Indoor concentrations of pollutants, such as mold, tend to be higher in low-socioeconomic status households. For example, their homes may have inside water leaks, a predictor of mold and moisture development. Research also shows that some low-income multifamily units may have low air exchange rates and inadequate ventilation, leading to higher exposure to mold allergens.7Adamkiewicz G, et al. 2011. Moving environmental justice indoors: understanding structural influences on residential exposure patterns in lowincome communities. Am J Public Health. Suppl 1:S238-45.

Native Americans living in tribal housing in areas, such as North Dakota and Alaska, may be particularly vulnerable to mold exposure. Mold is also found in tribal homes in warmer climes, including California, Arizona, and New Mexico.8Seltenrich, N. 2012. Healthier tribal housing: Combining the best of old and new. Environ Health Perspect, 120:12.

Precise information is not available about how often and where different molds are found in buildings and homes in the U.S.

Worker safety

Disaster response and other workers must be properly protected when dealing with mold. The NIEHS Worker Training Program developed a Mold Cleanup and Treatment orientation for workers, volunteers, and homeowners who may be exposed through water-damaged buildings. This program offers free, multilingual booklets about mold and other hazards: https://tools.niehs.nih.gov/wetp/booklets

Climate change and extreme weather

Climate change is a concern for mold spread because conditions inside buildings are influenced by the environment outside them. Building deterioration may result from extreme weather events, increasing the likelihood of mold growth. Under climate change, allergenic mold levels may rise through increased indoor dampness and warmer temperatures. 9Institute of Medicine. 2011. Climate Change, the indoor environment, and health. National Academies Press, Washington, DC.

NIEHS supported the Head-off Environmental Asthma in Louisiana (HEAL) study, following Hurricane Katrina. This storm led to high levels of mold and other allergens, and disrupted health care for children with asthma. HEAL tested an asthma intervention that combined counseling and environmental changes. It successfully decreased the number of symptomatic days in children from 6.5 days to 3.6 days over 12 months.10Mitchell H, et al. 2012. Implementation of evidence-based asthma interventions in post-Katrina New Orleans: The Head-off Environmental Asthma in Louisiana (HEAL) study. Environ Health Perspect. 120(11): 1607–1612. This type of intervention is still used.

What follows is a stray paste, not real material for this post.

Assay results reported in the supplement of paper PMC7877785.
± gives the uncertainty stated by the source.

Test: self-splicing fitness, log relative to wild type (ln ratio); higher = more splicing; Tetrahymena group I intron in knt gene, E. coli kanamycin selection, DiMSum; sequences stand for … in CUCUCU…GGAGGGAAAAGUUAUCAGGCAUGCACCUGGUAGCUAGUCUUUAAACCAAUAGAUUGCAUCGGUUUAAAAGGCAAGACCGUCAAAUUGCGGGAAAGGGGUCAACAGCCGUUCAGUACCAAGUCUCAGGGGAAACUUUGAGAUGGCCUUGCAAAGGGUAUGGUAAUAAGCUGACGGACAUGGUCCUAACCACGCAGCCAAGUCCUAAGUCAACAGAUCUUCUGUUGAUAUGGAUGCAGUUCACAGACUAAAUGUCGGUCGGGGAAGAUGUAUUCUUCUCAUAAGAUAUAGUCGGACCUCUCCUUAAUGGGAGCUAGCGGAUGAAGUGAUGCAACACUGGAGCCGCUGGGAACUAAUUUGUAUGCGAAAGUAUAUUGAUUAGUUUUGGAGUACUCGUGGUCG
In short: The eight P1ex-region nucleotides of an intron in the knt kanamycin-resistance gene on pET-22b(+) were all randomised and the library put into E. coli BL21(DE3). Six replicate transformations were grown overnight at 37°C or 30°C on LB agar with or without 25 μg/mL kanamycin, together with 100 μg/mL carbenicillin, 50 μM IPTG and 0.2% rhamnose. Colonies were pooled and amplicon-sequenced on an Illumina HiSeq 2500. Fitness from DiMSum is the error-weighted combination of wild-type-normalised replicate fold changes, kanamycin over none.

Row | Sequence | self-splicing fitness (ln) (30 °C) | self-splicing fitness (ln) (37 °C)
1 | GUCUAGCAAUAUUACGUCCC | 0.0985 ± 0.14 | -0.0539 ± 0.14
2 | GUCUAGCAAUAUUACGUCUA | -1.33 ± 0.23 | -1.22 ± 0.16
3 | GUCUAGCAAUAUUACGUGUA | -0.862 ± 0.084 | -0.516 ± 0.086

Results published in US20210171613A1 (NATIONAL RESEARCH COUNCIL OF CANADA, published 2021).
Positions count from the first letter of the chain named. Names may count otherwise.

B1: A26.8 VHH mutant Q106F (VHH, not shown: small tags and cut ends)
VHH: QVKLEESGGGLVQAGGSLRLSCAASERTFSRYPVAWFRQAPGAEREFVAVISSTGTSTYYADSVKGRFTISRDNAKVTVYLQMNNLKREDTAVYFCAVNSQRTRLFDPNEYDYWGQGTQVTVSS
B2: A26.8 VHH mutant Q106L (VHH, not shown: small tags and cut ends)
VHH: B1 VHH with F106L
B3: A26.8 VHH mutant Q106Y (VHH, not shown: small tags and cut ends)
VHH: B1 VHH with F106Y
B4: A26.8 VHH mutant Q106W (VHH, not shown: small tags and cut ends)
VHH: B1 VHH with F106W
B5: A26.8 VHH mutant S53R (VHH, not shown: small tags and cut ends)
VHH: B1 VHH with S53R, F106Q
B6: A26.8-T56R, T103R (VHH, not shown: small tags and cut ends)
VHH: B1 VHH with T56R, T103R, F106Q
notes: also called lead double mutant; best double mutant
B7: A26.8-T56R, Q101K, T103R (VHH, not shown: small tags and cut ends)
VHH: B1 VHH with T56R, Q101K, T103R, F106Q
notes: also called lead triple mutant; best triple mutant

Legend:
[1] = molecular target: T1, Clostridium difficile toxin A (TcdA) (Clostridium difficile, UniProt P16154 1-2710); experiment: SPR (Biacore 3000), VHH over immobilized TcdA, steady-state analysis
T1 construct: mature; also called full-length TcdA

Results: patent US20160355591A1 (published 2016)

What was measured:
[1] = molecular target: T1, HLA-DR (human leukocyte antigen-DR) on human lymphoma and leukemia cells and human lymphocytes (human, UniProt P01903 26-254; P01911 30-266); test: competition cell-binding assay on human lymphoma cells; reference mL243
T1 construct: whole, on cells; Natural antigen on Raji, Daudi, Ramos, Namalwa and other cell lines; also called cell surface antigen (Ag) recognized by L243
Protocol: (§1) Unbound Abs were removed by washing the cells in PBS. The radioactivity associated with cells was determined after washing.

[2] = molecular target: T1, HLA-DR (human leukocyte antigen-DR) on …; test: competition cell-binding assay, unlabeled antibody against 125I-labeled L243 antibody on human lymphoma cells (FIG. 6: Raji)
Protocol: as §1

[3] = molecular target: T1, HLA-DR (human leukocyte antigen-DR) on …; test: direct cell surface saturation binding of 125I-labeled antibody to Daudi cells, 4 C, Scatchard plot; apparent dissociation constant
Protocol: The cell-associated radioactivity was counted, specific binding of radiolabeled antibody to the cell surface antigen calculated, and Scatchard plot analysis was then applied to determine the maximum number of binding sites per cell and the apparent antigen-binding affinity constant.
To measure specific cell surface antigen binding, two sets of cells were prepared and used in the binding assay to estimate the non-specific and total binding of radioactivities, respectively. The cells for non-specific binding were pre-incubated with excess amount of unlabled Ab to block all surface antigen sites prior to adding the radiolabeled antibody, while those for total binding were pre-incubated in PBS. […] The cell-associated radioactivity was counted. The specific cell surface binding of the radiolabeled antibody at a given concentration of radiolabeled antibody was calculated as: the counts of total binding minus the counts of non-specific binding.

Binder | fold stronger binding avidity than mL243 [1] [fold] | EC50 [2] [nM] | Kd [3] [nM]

Avoiding or controlling mold

Controlling moisture is the best way to control mold growth indoors. One way is through properly functioning HVAC systems with humidity control. Using fans and opening windows may also help dry out indoor spaces. Small mold spots can be removed with household cleaning solutions.

Consult experienced and qualified professionals for major mold cleanup projects.

Learn more about mold:

U.S. Centers for Disease Control and Prevention: Mold cdc.gov/mold

U.S. Environmental Protection Agency: Mold epa.gov/mold

For more information on the National Institute of Environmental Health Sciences, go to https://niehs.nih.gov.

References

  • 1
    Baxi SN, et al. 2016. Environmental Allergens Workgroup: Exposure and health effects of fungi on humans. J Allergy Clin Immunol Pract. 4(3):396-404.
  • 2
    Wu X, et al. 2020. Exposure to mold proteases stimulates mucin production in airway epithelial cells through Ras/Raf1/ERK signal pathway. PLoS One. 15(4).
  • 3
    Reponen T, et al. 2011. High environmental relative moldiness index during infancy as a predictor of asthma at 7 years of age. Ann Allergy Asthma Immunol. 107(2):120-6.
  • 4
    Ramirez LP, et al. 2018. High number of early respiratory infections in association with allergic sensitization to mold promotes childhood asthma. J Allergy Clin Immunol. 141(5).
  • 5
    Baxi SN, et al. 2019. Association between fungal spore exposure in inner-city schools and asthma morbidity. Ann Allergy Asthma Immunol. 122(6):610-615.
  • 6
    Pestka JJ. 2010. Deoxynivalenol: mechanisms of action, human exposure, and toxicological relevance. Arch Toxicol. 84(9):663-79.
  • 7
    Adamkiewicz G, et al. 2011. Moving environmental justice indoors: understanding structural influences on residential exposure patterns in lowincome communities. Am J Public Health. Suppl 1:S238-45.
  • 8
    Seltenrich, N. 2012. Healthier tribal housing: Combining the best of old and new. Environ Health Perspect, 120:12.
  • 9
    Institute of Medicine. 2011. Climate Change, the indoor environment, and health. National Academies Press, Washington, DC.
  • 10
    Mitchell H, et al. 2012. Implementation of evidence-based asthma interventions in post-Katrina New Orleans: The Head-off Environmental Asthma in Louisiana (HEAL) study. Environ Health Perspect. 120(11): 1607–1612.